Monday, March 5, 2018
Really Strange Theology
Passages like the Old Testament reading for this coming Sunday (Numbers 21:4-9) are the reason that many Christians wrongly believe that the God of the Hebrew scriptures is different from the God of the New Testament. They are also some of my favorites. There are so many layers of questions to ask. What does it say about God that he would send poisonous serpents to bite and kill the Israelites who grumbled yet again in the wilderness about their mediocre food rations? What does it say about God that he would command that a bronze serpent be made and placed on a pole so that, in an act of near idol worship, those who were bit by the snakes might be saved? What does it say about the people of Israel that a story like this, which takes place after the prohibition against idols was issued in Exodus as part of the ten commandments and which gets revised into its current form long, long after that prohibition had become primary in Israel's theology, gets preserved in scripture?
I love the Bible. I love its complexity. I love that it doesn't make sense. I love that, centuries later, when Jesus is speaking to a learned leader in the Jewish community in John 3, he cites this bizarre story from numbers as an interpretive lens for his own death. That suggests to me that rabbinical scholars in Jesus' day were still wrestling with this strange story. What does it mean? How do we make sense of it? What is it supposed to teach us?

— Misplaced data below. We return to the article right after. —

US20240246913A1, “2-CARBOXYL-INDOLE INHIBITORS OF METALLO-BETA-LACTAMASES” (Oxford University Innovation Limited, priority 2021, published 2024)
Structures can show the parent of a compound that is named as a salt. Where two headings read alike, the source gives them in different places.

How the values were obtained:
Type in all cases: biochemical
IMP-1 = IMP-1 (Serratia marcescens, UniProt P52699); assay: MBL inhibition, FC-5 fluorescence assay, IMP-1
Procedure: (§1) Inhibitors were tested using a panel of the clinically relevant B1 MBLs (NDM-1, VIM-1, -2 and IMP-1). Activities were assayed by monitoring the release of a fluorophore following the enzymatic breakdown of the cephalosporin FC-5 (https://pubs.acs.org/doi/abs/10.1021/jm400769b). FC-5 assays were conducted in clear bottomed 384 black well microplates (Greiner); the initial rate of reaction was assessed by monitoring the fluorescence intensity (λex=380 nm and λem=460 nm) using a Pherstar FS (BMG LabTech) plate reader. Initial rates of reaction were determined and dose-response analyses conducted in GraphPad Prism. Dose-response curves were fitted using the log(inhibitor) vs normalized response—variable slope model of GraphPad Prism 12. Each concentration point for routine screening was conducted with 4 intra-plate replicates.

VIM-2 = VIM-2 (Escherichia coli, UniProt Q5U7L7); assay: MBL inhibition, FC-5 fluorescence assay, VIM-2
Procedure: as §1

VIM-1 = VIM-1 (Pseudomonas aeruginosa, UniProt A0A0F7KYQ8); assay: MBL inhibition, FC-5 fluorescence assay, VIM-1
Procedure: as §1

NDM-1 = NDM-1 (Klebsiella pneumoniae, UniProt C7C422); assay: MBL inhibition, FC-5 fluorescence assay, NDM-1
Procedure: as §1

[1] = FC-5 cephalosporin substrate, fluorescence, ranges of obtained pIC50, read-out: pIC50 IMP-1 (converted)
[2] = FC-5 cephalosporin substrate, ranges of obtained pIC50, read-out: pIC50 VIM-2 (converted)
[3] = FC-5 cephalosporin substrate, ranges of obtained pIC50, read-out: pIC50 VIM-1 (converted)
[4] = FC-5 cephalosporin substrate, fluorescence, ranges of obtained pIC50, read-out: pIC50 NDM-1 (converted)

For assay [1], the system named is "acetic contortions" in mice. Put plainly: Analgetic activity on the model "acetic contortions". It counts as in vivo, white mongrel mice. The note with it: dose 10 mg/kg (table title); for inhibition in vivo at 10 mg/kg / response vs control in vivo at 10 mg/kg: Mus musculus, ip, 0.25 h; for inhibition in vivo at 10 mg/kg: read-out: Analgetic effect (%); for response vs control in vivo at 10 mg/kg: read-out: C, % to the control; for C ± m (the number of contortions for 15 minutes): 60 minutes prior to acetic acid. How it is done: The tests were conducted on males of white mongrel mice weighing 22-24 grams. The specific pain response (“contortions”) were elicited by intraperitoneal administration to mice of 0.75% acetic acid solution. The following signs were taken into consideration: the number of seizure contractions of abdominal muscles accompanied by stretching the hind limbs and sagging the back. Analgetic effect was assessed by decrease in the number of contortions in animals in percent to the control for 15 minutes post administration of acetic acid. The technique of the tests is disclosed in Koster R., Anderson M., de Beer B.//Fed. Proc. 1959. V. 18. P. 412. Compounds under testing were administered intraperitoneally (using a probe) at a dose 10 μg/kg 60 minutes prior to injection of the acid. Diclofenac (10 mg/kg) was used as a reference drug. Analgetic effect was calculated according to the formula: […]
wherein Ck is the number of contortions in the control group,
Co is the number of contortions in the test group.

We can't solve all of the questions that this passage presents. A preacher who attempts to tidy this up into a neat little homelitcal passage will do his or her congregation a great disservice. It's messy, and it's supposed to be. What does the preacher do with Numbers 21 except, perhaps, ignore it? Maybe there's a sermon about gazing upon the magnitude of one's sin--whether staring at the serpent on the pole or beholding the crucified Son of Man--as the key to understanding salvation. Or perhaps one might preach about the clarity of hindsight--that it sometimes feels like God sends poisonous serpents to punish us when we deserve it, but, in fact, he's the one who makes even an illogical path for our salvation. I don't know. I'm not preaching this week, and I'm starting out grateful for that.
In the end, stories like Numbers 21 are a problem and an opportunity. Stories about God punishing his people are hard to digest. But they are also a chance for us to remind the world that our sacred stories are written as self-contained packages to be consumed like a sitcom or an episode of West Wing. Even after centuries of study, we might not understand exactly what happened or why it occurred. And still they are given to us as objects for wrestling and scrutiny and, eventually, our formation. That's a different way of dealing with a narrative than the ways to which we have grown accustomed. We live in a culture of "fake news" and political spin. There aren't many voices out there that invite people to struggle with a story until its deep meaning becomes clear while also acknowledging that it may never be fully clear. That sounds like the kind of story I want to encounter. That's the kind of community in which I want to take part. I bet many in the unchurched community would, too.